A mother in Arviat, Nunavut, says her deaf daughter has been told to stay home from school in the afternoons because of a lack of sign language interpreters.
Rochelle Suluk's daughter Kimberly Joy Anoee is a Grade 9 student at John Arnalukjuak High School in a community of about 2,700.
At the beginning of the school year, Suluk said she met with the principal of the school who informed her about her daughter's change in schedule.
"The principal was saying that she only has to go to school only in the mornings because the ASL (American Sign Language) interpreter is looking after other students," she said.
School only has one full-time interpreter
The high school has one full-time American Sign Language (ASL) assistant. According to the superintendent, there are two deaf students in the school.
Suluk says a handful of other students hard of hearing also require the use of the ASL assistant and are able to attend a full day of class.
"I really want my deaf child who is 15 years of age to go to school too, just like any other normal student who goes to school everyday," Suluk said.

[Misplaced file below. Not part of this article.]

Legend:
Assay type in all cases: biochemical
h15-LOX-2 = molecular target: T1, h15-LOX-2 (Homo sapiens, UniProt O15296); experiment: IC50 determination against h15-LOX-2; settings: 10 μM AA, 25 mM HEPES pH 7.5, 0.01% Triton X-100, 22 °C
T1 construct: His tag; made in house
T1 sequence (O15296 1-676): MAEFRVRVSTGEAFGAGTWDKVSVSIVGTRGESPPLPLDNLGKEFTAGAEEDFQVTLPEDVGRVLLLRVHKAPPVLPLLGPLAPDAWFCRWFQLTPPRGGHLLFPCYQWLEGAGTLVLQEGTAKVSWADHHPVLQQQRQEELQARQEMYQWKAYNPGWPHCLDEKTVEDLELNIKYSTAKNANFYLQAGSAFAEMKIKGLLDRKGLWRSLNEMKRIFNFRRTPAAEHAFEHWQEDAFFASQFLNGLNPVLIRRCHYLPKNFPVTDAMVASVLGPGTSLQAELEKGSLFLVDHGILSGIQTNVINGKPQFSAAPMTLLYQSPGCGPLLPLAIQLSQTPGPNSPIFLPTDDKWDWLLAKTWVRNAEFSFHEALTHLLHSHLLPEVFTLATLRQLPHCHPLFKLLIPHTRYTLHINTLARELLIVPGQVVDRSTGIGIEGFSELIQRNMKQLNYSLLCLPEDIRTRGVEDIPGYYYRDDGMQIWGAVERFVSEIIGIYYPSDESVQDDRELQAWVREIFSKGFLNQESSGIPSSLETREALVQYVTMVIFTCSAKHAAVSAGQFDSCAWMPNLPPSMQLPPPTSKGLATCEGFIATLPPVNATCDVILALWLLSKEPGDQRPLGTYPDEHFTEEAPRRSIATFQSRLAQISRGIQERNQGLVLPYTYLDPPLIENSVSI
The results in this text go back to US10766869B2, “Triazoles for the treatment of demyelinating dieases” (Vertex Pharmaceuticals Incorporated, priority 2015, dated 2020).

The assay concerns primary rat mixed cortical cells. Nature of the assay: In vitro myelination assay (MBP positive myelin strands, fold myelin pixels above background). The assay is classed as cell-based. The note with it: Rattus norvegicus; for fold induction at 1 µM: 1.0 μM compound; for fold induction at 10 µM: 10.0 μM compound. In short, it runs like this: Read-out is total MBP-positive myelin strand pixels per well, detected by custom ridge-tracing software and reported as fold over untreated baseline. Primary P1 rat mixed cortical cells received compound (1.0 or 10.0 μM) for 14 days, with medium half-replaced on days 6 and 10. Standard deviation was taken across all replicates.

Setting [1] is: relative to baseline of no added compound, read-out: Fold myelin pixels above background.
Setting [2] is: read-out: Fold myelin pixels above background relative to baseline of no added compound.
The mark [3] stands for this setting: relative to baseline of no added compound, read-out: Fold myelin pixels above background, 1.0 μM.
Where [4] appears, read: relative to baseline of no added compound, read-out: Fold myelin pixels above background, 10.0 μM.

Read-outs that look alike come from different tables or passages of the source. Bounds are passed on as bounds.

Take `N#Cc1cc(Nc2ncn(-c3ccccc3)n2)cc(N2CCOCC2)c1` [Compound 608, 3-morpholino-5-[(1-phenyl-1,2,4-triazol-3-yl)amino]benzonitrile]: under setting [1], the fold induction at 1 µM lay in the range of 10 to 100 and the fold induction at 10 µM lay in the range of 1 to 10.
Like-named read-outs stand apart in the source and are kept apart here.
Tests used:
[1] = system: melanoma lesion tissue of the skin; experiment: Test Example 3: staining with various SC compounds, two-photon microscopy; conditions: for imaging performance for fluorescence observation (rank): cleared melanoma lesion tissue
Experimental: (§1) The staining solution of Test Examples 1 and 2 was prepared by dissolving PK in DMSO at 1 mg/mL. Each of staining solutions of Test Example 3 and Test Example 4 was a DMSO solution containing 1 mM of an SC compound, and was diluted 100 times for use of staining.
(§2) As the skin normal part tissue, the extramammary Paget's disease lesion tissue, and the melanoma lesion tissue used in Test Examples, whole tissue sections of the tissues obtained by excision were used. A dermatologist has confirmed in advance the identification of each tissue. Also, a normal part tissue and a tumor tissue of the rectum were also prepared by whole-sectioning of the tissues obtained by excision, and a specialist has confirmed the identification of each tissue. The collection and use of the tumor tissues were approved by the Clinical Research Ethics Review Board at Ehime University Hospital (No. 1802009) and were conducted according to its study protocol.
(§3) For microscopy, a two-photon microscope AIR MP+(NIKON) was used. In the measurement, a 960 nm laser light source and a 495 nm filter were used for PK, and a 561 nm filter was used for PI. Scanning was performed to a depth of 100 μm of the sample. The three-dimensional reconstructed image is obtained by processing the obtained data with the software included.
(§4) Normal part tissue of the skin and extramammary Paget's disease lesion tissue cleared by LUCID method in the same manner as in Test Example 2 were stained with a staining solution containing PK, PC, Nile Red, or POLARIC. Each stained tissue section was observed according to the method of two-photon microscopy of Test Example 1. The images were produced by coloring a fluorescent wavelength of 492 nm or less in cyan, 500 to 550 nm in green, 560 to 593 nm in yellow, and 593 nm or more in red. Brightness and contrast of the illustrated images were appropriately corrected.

Suluk said her daughter spends her afternoons at home with nothing to do. She has failed Grade 9 once and her mother is worried that by not going to school full-time, her education and social life is being compromised.
Families usually consulted: department
Nunavut's department of education would not discuss the details of Suluk's daughter, citing confidentiality and privacy concerns, but said it provides "appropriate programming for children with special needs."
Cully Robinson, the superintendent for schools in the Kivalliq region, said staff positions are reviewed on an annual basis.
"There's an ongoing gradual increase in school aged children with profound hearing impairments and ASL assistants
assist with facilitating communication inside and outside the classroom," he said.
Robinson said a student's schedule could be reduced for a variety of reasons, including social, physical or academic needs.
"A change would not be implemented without family agreement, involvement of the school team, school administration and the involvement of the student support consultant," he said, adding the aim is to make sure every student is receiving the best education possible.
"The best way for parents to support their children is to work with the school and staff there who are very empathetic to the situation and want to help anyway that they can," he said.
Suluk said she has contacted the school's committee and district education authority officials to discuss why her daughter is not attending class in the afternoon.
"I talked with them so many times," Suluk said.
"I thought they would be helping me from the very start."
She said it's heartbreaking when her daughter asks her why she can't go to school in the afternoon.
When she grows up, she says Anoee hopes to become a sign language interpreter to help other students in Arviat.
"If she ever graduates."